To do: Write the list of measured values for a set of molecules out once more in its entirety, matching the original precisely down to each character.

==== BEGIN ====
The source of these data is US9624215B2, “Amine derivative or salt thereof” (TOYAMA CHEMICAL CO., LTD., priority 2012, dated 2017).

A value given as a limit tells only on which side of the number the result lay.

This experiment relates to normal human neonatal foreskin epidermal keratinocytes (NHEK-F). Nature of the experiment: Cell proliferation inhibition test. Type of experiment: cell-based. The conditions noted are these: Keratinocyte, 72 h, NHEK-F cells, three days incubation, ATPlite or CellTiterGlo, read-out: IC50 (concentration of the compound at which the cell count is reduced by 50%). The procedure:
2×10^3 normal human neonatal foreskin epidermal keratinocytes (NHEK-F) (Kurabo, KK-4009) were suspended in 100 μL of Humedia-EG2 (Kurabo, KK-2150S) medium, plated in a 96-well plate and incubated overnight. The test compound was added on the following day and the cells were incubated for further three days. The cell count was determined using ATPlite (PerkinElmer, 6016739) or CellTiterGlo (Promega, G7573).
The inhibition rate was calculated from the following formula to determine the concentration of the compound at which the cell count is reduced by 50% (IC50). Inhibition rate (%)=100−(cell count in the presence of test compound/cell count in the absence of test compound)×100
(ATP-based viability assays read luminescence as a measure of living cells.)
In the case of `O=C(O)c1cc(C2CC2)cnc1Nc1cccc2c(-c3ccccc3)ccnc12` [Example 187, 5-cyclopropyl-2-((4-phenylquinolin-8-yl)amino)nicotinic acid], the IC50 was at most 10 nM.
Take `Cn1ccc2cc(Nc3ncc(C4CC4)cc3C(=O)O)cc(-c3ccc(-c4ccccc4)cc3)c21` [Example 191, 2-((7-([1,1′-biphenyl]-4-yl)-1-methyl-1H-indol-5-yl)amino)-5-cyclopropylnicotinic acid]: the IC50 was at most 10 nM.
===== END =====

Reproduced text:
The source of these data is US9624215B2, “Amine derivative or salt thereof” (TOYAMA CHEMICAL CO., LTD., priority 2012, dated 2017).

A value given as a limit tells only on which side of the number the result lay.

This experiment relates to normal human neonatal foreskin epidermal keratinocytes (NHEK-F). Nature of the experiment: Cell proliferation inhibition test. Type of experiment: cell-based. The conditions noted are these: Keratinocyte, 72 h, NHEK-F cells, three days incubation, ATPlite or CellTiterGlo, read-out: IC50 (concentration of the compound at which the cell count is reduced by 50%). The procedure:
2×10^3 normal human neonatal foreskin epidermal keratinocytes (NHEK-F) (Kurabo, KK-4009) were suspended in 100 μL of Humedia-EG2 (Kurabo, KK-2150S) medium, plated in a 96-well plate and incubated overnight. The test compound was added on the following day and the cells were incubated for further three days. The cell count was determined using ATPlite (PerkinElmer, 6016739) or CellTiterGlo (Promega, G7573).
The inhibition rate was calculated from the following formula to determine the concentration of the compound at which the cell count is reduced by 50% (IC50). Inhibition rate (%)=100−(cell count in the presence of test compound/cell count in the absence of test compound)×100
(ATP-based viability assays read luminescence as a measure of living cells.)
In the case of `O=C(O)c1cc(C2CC2)cnc1Nc1cccc2c(-c3ccccc3)ccnc12` [Example 187, 5-cyclopropyl-2-((4-phenylquinolin-8-yl)amino)nicotinic acid], the IC50 was at most 10 nM.
Take `Cn1ccc2cc(Nc3ncc(C4CC4)cc3C(=O)O)cc(-c3ccc(-c4ccccc4)cc3)c21` [Example 191, 2-((7-([1,1′-biphenyl]-4-yl)-1-methyl-1H-indol-5-yl)amino)-5-cyclopropylnicotinic acid]: the IC50 was at most 10 nM.